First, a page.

Everything You Need to Know About How a Card Reader Works

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Every retailer has to fight to stay on top of purchasing trends. Millennials are their prime target these days. The millennial generation is now reaching its prime purchasing age. That gives their money power in the eyes of retailers. Millennials are now a large part of the American work force, which means that how they spend their money matters to retailers.

Fico reports that 83 percent of millennials between the ages of 25 and 34 use credit cards. This staggering statistic doesn’t include the portion that uses debit cards. Cards represent convenience and freedom, something younger Americans treasure.

With more retailers than ever accommodating credit and debit cards, it only makes sense that both consumers and retailers understand how these pieces of equipment work to get the money from the consumer’s bank account and into the retailer’s bank.

Swipe or Dip

Data can be gathered from debit or credit cards by two methods; swipe or dip. When you swipe or dip (use the chip reader) a card into a card reader, it reads the information included within the magnetic stripe or the EMV chip. These parts of a card contain the consumer’s account information.

The magnetic stripe on a card uses outdated technology that can be read using magnets. If you recall cassette tapes, they operated using the same technology. The card reader essentially reads the data recorded within the magnetic stripe. Your credit card information is then transferred to the banking institution. There is no encryption process with these cards by the card reader. That means anyone who can hack into the system can access your credit card information.

EMV Chip and Pin

In 2013, Target made headlines when its consumer data was breached in one of the largest breaches in American history. During the Black Friday shopping weekend, hackers were able to steal millions of customer’s credit card information. This breach has cost the company untold millions, including an $18.5 million settlement and costs due to damage to its reputation, damage control, and internal investigations.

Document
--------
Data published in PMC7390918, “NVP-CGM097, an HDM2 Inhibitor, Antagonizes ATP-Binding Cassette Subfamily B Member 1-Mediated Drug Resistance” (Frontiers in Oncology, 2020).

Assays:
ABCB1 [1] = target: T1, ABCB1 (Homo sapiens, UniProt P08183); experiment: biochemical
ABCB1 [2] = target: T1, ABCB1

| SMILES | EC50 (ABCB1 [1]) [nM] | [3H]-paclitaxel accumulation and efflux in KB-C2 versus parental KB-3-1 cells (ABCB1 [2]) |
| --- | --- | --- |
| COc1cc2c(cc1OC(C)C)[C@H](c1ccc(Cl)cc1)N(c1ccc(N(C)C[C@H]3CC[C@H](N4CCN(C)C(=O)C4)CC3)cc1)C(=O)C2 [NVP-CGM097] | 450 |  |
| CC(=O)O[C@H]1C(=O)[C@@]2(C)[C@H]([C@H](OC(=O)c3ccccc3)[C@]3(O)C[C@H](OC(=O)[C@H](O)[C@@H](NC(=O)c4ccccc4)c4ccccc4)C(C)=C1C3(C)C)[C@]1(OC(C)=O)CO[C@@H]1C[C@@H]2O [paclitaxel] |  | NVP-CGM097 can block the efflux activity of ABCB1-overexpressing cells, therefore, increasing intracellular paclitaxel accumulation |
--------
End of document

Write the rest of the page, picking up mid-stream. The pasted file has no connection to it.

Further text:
In recent years, skimmers, a small magnetic reader with data storage, are also on the rise. These thefts can occur because the older magnetic stripe technology’s flaws have been widely exploited. Since there is no communication between the card reader and card with the magnetic stripe, the data cannot be encrypted, which opens the consumer up to fraud. The answer to this problem is the chip.

The EMV chip stores data in a computer chip, which requires direct contact with the chip in order to transfer data. That data is encrypted by the card reader prior to being sent to the retailer’s bank. The EMV chip, often referred to as “chip and pin”, also requires the use of a pin number instead of a signature. This makes the chip significantly safer and more effective than magnetic stripe cards. Although data can still be stolen, it requires a more sophisticated thief to be able to decrypt the information.

Data Is Collected

“When you swipe or dip a card, the card reader collects the data from the card via the magnetic stripe or chip,” said POINTMAN Technologies. This data is encrypted (if an EMV chip was used) and sent to the retailer’s bank via a phone or internet connection. At that point, the retailer’s bank reads (and decrypts) the data and connects to the consumer’s bank to verify the information. The consumer’s bank will either authorize or decline the transaction. If the pin number is incorrect, the card was reported stolen, or there are any blocks on the consumer’s account, the payment will be denied.

Authorization

Once a payment is authorized, it is queued to be processed and deducted from the consumer’s account. Once the payment is deducted from the consumer’s account, it waits to be transferred in batches to retailer’s banking institution. Transfers are typically made within one or two business days.

Card Readers Protect You

Card readers are amazing pieces of equipment that are capable of accessing and protecting your account. The next time you use a card reader, you will understand exactly how it protects you from fraud and theft and keeps your life simple and convenient.